Stepping Up, Expanding Options

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Christina in part of her plantation.

THE warmth with which Christina Tony greets you and her mounting excitement as she describes a typical day in her 20 years of being a farmer vendor in Honiara, the capital of Solomon Islands, belies the backbreaking work that’s the foundation of her entrepreneurial trajectory.

The 44-year old was married by her 15th birthday and realized very quickly that she needed to an income to support her family. Christina chose to start at the market and has never looked back: today she owns a conference centre in her village of Arietakiki.

“I had a dream that I must have a conference centre when we were at your (Markets for Change) training. When we have government departments or business people come here, they don’t have to sit under a tree – they hire my conference centre,” Christina said.

Christina who hosted more than 100 groups in 2018 was a 2016 beneficiary of financial literacy and agriculture training provided by the Markets for Change Project which led to her business diversification and better agriculture practices. She does not use the slash and burn method to clear plantation land for example, and she has begun using compost rather than fertilizers.

A typical day begins with household chores before some planting; Christina plants pineapple, bean, tomato, and cabbage for the market. She prefers to harvest vegetables destined for the market early in the morning which she will carry to the road, a 20-minute walk which includes crossing a “bridge” of coconut tree trunks maintained by her family. Christina takes her cargo to the city in trucks which will cost her SB$100 (US$12.35).

UN Women’s Markets for Change (M4C) Project is a multi-country multi-stakeholder partnership principally funded by the Australian Government with recent support from the Government of Canada; UNDP is a project partner. The Markets for Change Project has a presence in three Pacific countries – Fiji, Solomon Island, and Vanuatu.

“Since I started going through the training, I know how to manage what I’ve earned. Before that, I spent without planning. Now we eat crops from the garden and only buy rice if we really need to. I now do record-keeping record,” Christina said. “What is left is what I save for my personal savings and also for medical bills or any other unforeseen problems that might arise at any time.”

Christina continues to sell crops at the market. She can earn as little as SB$100 or as much as SB$2000 (US$347.07) on any of the days she is at the market. Christina paid SI$17,800.00 (US$3088.92) for her centre from her savings, choosing not to take a loan. For her family, Christina now has a savings scheme where each person “banks” their savings which are recorded, and it is then distributed at the end of the year – if they wish to.

Christina enjoys being part of the Honiara Central Market Vendors Association because of how much it has enriched her; learning and witnessing practices by her counterparts that she could adapt to improve her own venture makes her happy. Christina shares her knowledge with other women in Arietakiki.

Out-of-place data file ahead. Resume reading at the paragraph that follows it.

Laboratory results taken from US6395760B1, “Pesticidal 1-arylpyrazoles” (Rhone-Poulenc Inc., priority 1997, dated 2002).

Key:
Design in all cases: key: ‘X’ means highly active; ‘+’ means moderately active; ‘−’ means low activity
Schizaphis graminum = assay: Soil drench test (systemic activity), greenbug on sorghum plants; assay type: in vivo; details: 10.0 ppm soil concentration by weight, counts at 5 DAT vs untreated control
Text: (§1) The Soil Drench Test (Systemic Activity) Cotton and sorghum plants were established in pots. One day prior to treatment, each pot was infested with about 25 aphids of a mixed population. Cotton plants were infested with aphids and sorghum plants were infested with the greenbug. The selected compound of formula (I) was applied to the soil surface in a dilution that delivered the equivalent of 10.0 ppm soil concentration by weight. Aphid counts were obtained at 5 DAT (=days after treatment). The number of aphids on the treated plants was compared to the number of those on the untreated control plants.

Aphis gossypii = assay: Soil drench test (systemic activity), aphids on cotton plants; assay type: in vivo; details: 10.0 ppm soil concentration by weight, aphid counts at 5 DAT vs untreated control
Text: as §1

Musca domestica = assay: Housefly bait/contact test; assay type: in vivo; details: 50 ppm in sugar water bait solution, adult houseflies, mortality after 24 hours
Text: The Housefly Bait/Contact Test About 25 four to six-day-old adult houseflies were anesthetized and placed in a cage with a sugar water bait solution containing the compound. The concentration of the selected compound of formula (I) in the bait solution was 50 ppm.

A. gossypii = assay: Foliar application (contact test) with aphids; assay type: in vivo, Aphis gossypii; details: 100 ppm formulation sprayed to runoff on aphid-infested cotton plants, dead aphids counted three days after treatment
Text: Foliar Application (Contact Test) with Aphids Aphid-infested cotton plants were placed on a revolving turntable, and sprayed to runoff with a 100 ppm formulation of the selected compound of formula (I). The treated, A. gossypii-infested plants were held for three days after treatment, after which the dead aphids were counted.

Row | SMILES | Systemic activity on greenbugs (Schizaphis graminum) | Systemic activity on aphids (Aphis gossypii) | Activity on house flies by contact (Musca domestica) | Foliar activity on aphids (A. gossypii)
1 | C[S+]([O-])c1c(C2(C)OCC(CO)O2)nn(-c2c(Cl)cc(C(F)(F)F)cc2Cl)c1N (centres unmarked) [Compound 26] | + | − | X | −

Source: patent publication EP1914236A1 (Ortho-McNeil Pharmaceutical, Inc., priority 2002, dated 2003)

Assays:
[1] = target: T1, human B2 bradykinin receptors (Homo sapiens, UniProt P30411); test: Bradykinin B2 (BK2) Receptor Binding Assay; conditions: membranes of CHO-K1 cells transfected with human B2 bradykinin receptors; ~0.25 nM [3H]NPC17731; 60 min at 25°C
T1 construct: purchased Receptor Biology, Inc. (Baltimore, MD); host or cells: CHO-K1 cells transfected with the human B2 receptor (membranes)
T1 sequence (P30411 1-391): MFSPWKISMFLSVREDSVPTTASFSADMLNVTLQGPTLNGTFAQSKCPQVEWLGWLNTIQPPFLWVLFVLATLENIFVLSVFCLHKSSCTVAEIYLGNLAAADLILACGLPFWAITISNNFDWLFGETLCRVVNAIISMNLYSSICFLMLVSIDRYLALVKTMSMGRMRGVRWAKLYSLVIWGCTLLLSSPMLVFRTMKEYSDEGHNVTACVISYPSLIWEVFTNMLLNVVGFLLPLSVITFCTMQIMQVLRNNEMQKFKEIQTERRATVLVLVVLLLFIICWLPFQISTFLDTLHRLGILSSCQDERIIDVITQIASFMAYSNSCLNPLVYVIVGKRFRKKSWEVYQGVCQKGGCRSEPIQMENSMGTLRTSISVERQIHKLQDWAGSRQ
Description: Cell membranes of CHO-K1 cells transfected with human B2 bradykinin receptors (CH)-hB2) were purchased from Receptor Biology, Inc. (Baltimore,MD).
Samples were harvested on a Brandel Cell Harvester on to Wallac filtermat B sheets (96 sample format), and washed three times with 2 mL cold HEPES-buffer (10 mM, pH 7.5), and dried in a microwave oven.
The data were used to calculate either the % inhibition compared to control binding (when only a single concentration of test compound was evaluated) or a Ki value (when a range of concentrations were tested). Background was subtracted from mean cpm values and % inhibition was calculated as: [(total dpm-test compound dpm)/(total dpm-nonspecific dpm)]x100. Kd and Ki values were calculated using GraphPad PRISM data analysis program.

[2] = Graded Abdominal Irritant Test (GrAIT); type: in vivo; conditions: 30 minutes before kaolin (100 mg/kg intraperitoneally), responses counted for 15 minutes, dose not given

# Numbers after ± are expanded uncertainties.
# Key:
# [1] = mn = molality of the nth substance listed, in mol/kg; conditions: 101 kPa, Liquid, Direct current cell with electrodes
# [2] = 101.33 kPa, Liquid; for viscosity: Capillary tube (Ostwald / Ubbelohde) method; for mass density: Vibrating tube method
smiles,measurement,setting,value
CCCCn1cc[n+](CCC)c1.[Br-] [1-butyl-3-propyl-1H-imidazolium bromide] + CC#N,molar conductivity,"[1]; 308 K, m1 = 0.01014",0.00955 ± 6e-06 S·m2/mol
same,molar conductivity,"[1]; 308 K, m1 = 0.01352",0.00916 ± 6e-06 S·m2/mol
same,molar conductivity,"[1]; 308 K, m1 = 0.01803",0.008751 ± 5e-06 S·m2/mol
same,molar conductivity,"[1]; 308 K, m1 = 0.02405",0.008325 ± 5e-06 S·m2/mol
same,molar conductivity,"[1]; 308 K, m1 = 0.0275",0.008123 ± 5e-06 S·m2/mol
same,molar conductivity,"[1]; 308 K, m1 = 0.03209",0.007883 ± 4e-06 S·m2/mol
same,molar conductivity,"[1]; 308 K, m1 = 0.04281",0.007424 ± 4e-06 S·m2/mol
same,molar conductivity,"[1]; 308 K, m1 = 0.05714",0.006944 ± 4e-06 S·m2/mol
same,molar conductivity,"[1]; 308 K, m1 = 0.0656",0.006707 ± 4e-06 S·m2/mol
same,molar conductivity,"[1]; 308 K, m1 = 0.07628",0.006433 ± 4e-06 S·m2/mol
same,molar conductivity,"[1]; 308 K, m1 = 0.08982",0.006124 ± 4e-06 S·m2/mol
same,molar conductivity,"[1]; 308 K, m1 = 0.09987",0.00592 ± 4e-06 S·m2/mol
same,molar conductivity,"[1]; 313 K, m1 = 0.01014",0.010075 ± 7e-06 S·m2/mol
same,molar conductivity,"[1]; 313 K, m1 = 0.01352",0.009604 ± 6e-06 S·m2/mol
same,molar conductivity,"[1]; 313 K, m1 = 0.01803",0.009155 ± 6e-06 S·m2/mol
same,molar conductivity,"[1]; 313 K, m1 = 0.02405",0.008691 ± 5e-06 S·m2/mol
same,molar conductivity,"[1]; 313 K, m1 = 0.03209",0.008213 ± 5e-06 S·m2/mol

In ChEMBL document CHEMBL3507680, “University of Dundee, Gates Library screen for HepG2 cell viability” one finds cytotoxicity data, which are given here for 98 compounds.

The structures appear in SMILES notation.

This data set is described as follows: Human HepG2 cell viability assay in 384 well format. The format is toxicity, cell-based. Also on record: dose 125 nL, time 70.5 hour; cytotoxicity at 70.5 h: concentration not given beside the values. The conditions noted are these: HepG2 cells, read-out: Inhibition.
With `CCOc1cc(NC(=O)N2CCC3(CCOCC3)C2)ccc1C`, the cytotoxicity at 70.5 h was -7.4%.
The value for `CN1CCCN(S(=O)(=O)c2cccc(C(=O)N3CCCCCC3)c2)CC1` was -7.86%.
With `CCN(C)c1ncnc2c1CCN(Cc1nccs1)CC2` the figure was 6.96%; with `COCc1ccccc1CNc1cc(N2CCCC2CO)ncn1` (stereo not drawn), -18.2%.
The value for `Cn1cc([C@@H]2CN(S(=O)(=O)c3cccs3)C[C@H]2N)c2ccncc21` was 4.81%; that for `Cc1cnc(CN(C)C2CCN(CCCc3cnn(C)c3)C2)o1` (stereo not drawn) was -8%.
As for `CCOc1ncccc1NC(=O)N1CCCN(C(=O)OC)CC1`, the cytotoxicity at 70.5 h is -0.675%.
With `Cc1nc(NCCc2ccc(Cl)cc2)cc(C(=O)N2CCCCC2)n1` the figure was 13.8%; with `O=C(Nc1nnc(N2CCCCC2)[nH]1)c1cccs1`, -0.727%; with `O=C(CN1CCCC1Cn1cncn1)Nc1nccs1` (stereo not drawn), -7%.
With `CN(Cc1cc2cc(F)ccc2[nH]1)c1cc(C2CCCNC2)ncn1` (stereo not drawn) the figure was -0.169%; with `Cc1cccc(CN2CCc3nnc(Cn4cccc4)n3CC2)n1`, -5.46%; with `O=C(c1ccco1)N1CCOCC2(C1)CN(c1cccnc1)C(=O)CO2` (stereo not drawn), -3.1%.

“My long-term goal is to have a homestay but for now, I am trying to organize a sewing training in my centre, so more women can learn something that can bring in some money for their families,” she said.

“I have not gone through any education, but I have tried my very best to have what is best for me and my family. Sometimes I struggle alone but I do my best to do what I am thinking of doing.”

The M4C Project supports financial literacy amongst vendors and market vendor associations and is supporting greater access to financial services, improved agricultural skills and in some cases, more secure agricultural skills. M4C works to ensure that marketplaces in rural and urban areas of Fiji, Solomon Islands, and Vanuatu are safe, inclusive and non-discriminatory.

Christina attended the International Rural Women’s Day in Auki in 2017 as a member of the association; it was also her first visit to Malaita Province. Being a member of the association, she said has opened the door for her and her family to many positive changes including an increasing circle of like-minded entrepreneurial women.

While her biggest challenge as a business operator, for now, is transportation, Christina does not deny that there are improvements needed at the market itself. She would like to see more space created for example that would allow farmers to sell their produce as casual vendors. Waste management and market cleanliness is another aspect of the market that she would like to see improved.

But for now, she celebrates life: as a businesswoman who now owns a conference centre and is working herself slowly towards a homestay. “I really like the changes. Changes which I want to show to women within the rural areas. What is best for us women in the rural area to do? I do what I learn or what I want to do so that other women can see how it’s benefiting me and us family,” Christina said.

“I see how good it has been for me and I want these to come into the rural areas without learning from different people or whoever to come and give us the advice to do this and that – we have ourselves the thinking capacity and can propose and plan what we can do.”